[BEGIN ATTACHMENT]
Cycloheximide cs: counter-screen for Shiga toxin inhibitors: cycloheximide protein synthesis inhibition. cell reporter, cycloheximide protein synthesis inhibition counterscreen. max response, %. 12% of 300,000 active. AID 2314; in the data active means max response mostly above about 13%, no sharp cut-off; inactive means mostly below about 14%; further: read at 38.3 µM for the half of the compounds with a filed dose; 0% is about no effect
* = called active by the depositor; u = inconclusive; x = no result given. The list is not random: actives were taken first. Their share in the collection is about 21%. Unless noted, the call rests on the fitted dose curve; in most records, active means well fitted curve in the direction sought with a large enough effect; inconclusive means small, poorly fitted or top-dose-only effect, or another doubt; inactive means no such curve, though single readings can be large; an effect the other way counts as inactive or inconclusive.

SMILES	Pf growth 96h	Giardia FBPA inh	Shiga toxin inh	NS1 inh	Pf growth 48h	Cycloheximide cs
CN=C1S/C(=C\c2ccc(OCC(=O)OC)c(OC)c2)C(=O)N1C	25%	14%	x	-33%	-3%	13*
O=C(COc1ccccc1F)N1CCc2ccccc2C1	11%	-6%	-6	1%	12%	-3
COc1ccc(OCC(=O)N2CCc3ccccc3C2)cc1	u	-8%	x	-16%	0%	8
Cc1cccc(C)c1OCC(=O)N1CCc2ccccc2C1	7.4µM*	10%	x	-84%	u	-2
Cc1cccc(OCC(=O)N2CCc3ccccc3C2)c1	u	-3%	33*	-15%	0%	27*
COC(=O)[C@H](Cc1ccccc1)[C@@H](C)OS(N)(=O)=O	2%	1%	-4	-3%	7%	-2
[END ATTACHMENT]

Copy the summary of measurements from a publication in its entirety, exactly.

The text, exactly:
Cycloheximide cs: counter-screen for Shiga toxin inhibitors: cycloheximide protein synthesis inhibition. cell reporter, cycloheximide protein synthesis inhibition counterscreen. max response, %. 12% of 300,000 active. AID 2314; in the data active means max response mostly above about 13%, no sharp cut-off; inactive means mostly below about 14%; further: read at 38.3 µM for the half of the compounds with a filed dose; 0% is about no effect
* = called active by the depositor; u = inconclusive; x = no result given. The list is not random: actives were taken first. Their share in the collection is about 21%. Unless noted, the call rests on the fitted dose curve; in most records, active means well fitted curve in the direction sought with a large enough effect; inconclusive means small, poorly fitted or top-dose-only effect, or another doubt; inactive means no such curve, though single readings can be large; an effect the other way counts as inactive or inconclusive.

SMILES	Pf growth 96h	Giardia FBPA inh	Shiga toxin inh	NS1 inh	Pf growth 48h	Cycloheximide cs
CN=C1S/C(=C\c2ccc(OCC(=O)OC)c(OC)c2)C(=O)N1C	25%	14%	x	-33%	-3%	13*
O=C(COc1ccccc1F)N1CCc2ccccc2C1	11%	-6%	-6	1%	12%	-3
COc1ccc(OCC(=O)N2CCc3ccccc3C2)cc1	u	-8%	x	-16%	0%	8
Cc1cccc(C)c1OCC(=O)N1CCc2ccccc2C1	7.4µM*	10%	x	-84%	u	-2
Cc1cccc(OCC(=O)N2CCc3ccccc3C2)c1	u	-3%	33*	-15%	0%	27*
COC(=O)[C@H](Cc1ccccc1)[C@@H](C)OS(N)(=O)=O	2%	1%	-4	-3%	7%	-2